With the 2017 Wilfrid Laurier University Students’ Union elections over, the gender ratio on the Board of Directors has increased its female board presence.
Seven men and five women have been elected onto the Board of Directors.
The five women who have been elected are Emily Rezkalla, Klaudia Wojtanowski, Ilana Roitman, Moumita Paul and Dana Toameh. The five women are the only five that ran this year.
The year prior, three women were elected with four running and the previous year only one director, Melody Parton, was elected to the board.
Despite the ongoing disparity of gender ratio within the Board of Directors, Laura Mae Lindo, director of the Diversity and Equality office, is encouraged by the rise through the years.
“As small and insignificant some people might believe the shift has been, that’s not insignificant; at least to me it’s not. If at one point you only had one woman running and now you have more women running and all [of] them elected, then that’s a very clear sign that change is happening,” Lindo said.
It was in 1962 that all Canadian women won the right to stand in elections with no restrictions or conditions.
“When addressing gender diversity on boards, I believe that when there is a continuous trend of female-identified individuals being less likely to run, than a proactive approach needs to be taken to have a board that reflects the student population. This can look like increased outreach and mentorship opportunities for potential female candidates,” Adria Joel of the employment equity and AODA office at Laurier said.
“I feel that regardless of who you are or where you came from, if you have the passion to do this, the passion for the position, then that’s all that should matter. When you see 12 directors at a board table, you want to know that it is 12 of the best, not the 12 that fit a certain category,” said Nick DeSumma, current chair of the board and chief governance officer.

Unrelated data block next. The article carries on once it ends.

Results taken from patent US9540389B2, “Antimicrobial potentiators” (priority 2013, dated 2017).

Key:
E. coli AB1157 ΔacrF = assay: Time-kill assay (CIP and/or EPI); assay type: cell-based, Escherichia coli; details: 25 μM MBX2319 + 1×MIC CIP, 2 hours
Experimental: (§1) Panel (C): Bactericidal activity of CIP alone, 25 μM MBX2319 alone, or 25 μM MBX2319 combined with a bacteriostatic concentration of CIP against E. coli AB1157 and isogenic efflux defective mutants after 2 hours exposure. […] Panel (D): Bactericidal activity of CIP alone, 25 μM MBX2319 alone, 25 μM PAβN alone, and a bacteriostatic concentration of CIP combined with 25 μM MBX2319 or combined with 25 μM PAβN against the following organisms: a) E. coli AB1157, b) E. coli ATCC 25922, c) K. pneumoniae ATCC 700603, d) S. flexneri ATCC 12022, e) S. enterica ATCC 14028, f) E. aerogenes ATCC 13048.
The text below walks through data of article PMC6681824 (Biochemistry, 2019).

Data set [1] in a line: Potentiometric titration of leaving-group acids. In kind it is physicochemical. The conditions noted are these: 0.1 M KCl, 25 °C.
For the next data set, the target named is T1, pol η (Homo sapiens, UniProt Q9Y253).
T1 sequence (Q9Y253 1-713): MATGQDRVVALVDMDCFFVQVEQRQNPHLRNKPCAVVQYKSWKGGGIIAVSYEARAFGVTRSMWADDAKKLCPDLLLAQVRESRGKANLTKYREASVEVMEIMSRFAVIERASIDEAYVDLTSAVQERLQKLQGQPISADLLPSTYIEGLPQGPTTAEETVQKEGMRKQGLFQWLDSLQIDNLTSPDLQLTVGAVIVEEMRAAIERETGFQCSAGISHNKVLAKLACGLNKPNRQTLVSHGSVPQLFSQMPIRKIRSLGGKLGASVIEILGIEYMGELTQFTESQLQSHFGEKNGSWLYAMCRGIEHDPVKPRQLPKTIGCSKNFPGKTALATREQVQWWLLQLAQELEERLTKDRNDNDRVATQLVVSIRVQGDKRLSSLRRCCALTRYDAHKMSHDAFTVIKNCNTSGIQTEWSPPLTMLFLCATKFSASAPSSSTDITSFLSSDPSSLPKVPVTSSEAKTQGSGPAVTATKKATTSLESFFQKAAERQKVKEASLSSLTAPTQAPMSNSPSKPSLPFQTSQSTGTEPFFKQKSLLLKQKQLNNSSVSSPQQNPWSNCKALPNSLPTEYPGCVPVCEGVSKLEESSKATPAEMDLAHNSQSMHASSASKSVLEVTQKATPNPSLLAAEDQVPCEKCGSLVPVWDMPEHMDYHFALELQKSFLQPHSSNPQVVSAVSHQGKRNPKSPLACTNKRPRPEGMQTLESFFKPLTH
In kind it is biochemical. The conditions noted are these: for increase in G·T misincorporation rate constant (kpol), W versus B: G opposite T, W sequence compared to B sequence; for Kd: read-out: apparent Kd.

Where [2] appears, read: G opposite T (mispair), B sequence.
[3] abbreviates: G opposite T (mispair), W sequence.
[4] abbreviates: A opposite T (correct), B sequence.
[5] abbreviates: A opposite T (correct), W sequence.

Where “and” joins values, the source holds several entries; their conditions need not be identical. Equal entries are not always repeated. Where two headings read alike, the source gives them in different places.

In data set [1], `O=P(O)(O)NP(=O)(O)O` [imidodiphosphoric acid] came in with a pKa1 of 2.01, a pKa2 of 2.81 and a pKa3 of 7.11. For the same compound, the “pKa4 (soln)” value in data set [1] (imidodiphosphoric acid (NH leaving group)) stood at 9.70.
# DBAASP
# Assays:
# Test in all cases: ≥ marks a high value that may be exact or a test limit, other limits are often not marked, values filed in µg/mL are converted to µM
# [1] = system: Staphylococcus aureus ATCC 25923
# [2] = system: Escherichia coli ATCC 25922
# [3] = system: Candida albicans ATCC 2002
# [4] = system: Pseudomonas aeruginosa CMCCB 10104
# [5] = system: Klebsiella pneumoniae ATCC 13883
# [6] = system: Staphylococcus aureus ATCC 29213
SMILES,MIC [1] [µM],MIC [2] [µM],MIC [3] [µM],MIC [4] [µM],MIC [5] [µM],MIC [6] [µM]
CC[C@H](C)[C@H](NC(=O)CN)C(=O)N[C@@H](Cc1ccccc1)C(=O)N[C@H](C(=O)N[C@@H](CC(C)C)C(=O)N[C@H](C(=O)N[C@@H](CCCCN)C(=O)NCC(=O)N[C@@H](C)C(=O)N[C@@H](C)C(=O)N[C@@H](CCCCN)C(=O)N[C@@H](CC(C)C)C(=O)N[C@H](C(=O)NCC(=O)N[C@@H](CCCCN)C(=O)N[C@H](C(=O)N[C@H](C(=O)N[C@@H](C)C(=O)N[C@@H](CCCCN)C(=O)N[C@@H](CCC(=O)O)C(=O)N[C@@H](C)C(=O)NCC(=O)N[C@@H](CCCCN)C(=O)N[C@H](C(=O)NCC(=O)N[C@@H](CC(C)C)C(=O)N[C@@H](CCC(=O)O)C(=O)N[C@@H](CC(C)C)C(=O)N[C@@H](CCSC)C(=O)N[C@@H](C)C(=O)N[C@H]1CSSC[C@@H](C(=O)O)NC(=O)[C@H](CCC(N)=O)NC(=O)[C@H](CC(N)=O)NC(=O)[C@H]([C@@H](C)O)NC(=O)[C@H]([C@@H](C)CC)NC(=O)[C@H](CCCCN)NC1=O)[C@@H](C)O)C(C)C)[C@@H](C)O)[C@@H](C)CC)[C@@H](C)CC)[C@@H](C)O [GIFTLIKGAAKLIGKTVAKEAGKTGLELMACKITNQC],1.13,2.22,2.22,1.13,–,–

Currently, the only fixed edict for the Board of Directors is that there must be two candidates from Laurier’s Waterloo campus and two from the Brantford campus.
“I would be more inclined to ask not whether we need to have a mandatory seat for women, but what is it about our leadership that isn’t calling diverse people to it. What is it that is suggesting to women that this isn’t a space for them? How do we work on changing the climate around this, to bring more people to the table,” Lindo said.
“[Students’ Union is] working with DEO, with gendered violence and the policies related to moving forward to eliminate those barriers,” Tyler Van Herzele, Students’ Union president and CEO, said.
“We are facing this time where we firmly believe that anyone can be a leader and anyone can make a difference. Yet, at the same time, there’s still these systematic barriers telling people they can’t because of their race or sex—It’s a major issue.”
The struggle, Lindo explained, was wanting a diverse Board of Directors, but also not wanting to have candidates to simply fill a spot.
“On one hand, you want to have a diverse leadership. On the other hand, you want people to feel like they want to lead. Traditionally, people would say that we should make a space, similar to how we encourage both Waterloo and Brantford candidates to work collectively. There’s two seats for Brantford and two seats from Waterloo, so should there be a mandatory seat for women? I think it’s a good question and something that will have to be debated the pros and cons because it’s not all pros to make a seat that looks good on the surface.”